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Tris



Tris
IUPAC name 2-Amino-2-(hydroxymethyl)propane-1,3-diol
Other names TRIS, Tris, Tris base, Tris buffer,
TrizmaTM, Trisamine, THAM,
Tromethamine, Trometamol, Tromethane
Identifiers
CAS number 77-86-1
RTECS number TY2900000
SMILES C(C(CO)(CO)N)O
Properties
Molecular formula C4H11NO3
Molar mass 121.14 g mol-1
Appearance White crystalline powder
Melting point

>175-176°C (448-449 K)

Boiling point

219°C (492 K)

Solubility in water 220 g/100 ml (20°C) in water
Acidity (pKa) 8.1
Hazards
MSDS External MSDS
Main hazards Irritant
NFPA 704
0
2
0
 
R-phrases R36, R37, R38.
S-phrases S26, S36.
Flash point Non-flammable
Except where noted otherwise, data are given for
materials in their standard state
(at 25 °C, 100 kPa)

Infobox disclaimer and references


Tris is an abbreviation of the organic compound known as trishydroxymethylaminomethane, with the formula (HOCH2)3CNH2. In biochemistry, tris is widely used as a component of buffer solutions, such as in TAE and TBE buffer, especially for solutions of nucleic acids. It is a primary amine and thus undergoes the reactions associated with typical amines, e.g. condenstations with aldehydes.

Additional recommended knowledge

Contents

Buffering features

Tris has a pKa of 8.3 (at 20 °C), which implies that the buffer is effective pH range between 7.0 and 9.2. Being slightly basic, tris forms an effective buffer for slightly basic solutions, which keeps DNA deprotonated and soluble in water. Tris is commonly combined with EDTA to make "TE buffer" for stabilization and storage of DNA. EDTA binds to divalent cations, particularly magnesium (Mg2+). which is a co-factor for many DNA-modifying enzymes.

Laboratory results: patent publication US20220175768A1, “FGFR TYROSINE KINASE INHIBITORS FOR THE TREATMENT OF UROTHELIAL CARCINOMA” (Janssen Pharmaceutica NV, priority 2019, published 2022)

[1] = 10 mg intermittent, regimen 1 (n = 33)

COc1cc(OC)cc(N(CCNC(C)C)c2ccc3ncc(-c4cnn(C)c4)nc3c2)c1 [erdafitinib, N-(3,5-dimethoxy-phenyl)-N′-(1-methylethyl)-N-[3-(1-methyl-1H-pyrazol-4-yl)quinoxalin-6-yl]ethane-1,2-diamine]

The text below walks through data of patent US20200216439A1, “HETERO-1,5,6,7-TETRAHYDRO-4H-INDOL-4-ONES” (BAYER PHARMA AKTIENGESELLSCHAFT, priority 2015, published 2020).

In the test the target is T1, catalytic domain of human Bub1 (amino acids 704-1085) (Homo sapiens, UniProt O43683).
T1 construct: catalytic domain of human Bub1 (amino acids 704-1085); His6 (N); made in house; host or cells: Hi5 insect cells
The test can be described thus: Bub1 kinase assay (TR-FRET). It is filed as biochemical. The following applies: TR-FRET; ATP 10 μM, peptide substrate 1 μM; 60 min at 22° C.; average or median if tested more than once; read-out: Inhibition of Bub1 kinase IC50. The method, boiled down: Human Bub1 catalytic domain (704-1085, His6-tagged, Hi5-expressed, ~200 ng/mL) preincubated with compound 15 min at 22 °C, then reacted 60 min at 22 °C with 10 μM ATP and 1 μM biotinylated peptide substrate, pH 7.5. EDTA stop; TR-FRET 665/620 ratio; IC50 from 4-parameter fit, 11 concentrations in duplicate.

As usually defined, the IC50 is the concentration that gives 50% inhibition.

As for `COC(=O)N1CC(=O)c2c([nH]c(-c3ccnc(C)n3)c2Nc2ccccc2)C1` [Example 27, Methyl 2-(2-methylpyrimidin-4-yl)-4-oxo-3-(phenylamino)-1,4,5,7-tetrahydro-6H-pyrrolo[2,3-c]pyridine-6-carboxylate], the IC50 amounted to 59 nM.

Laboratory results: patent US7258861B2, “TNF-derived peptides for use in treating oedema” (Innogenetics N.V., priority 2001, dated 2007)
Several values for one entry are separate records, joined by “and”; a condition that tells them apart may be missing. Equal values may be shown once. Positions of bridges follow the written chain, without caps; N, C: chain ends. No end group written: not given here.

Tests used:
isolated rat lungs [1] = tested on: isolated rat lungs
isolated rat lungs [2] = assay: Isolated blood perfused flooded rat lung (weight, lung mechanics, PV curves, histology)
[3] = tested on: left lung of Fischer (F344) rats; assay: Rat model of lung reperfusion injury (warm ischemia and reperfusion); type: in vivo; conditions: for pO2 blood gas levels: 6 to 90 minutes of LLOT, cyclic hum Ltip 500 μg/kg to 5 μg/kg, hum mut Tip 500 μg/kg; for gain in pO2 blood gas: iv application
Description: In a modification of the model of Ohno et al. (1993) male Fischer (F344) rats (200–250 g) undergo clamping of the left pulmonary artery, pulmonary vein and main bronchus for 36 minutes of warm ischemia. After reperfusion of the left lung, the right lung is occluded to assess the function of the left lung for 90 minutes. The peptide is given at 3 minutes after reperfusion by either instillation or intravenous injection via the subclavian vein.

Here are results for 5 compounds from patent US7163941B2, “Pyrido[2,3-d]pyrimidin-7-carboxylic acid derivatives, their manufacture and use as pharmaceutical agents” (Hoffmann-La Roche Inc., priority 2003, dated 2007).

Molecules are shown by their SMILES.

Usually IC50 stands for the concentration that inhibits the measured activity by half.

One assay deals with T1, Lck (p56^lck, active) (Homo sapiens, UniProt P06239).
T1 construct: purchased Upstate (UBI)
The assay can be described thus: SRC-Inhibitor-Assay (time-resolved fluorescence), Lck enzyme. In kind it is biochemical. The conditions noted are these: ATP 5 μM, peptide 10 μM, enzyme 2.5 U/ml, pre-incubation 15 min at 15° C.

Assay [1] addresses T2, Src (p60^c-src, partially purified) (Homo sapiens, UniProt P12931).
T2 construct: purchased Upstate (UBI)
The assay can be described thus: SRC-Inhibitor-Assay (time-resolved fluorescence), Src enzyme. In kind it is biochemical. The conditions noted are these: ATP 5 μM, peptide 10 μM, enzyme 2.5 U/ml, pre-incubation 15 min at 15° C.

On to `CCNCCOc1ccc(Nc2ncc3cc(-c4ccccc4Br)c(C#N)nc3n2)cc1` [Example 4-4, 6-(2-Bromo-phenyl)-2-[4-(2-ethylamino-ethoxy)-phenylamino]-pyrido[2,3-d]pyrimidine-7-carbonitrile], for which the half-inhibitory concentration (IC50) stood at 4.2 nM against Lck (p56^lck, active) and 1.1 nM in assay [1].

Buffer details

Because of its widespread use of tris buffers, detailed information on its use is available. Some features:

  • The pKa declines approximately 0.03 units per degree Celsius rise in temperature.
  • Tris reacts strongly with pH electrodes.[citation needed]
  • It is toxic to mammalian cells.

Preparation

Tris is prepared in two steps from nitromethane via the intermediate (HOCH2)3CNO2 . Reduction of the latter gives tris(hydroxymethyl)aminomethane.[1]

Other uses

Tris is used as an intermediate for the preparation of surface active agents, vulcanization accelerators, and pharmaceuticals, and used as a titrimetric standard.

References

  1. ^ Sheldon B. Markofsky “Nitro Compounds, Aliphatic” Ullmann's Encyclopedia of Industrial Chemistry 2002 by Wiley-VCH, Wienheim, 2002. DOI: 10.1002/14356007.a17_401.
 
This article is licensed under the GNU Free Documentation License. It uses material from the Wikipedia article "Tris". A list of authors is available in Wikipedia.
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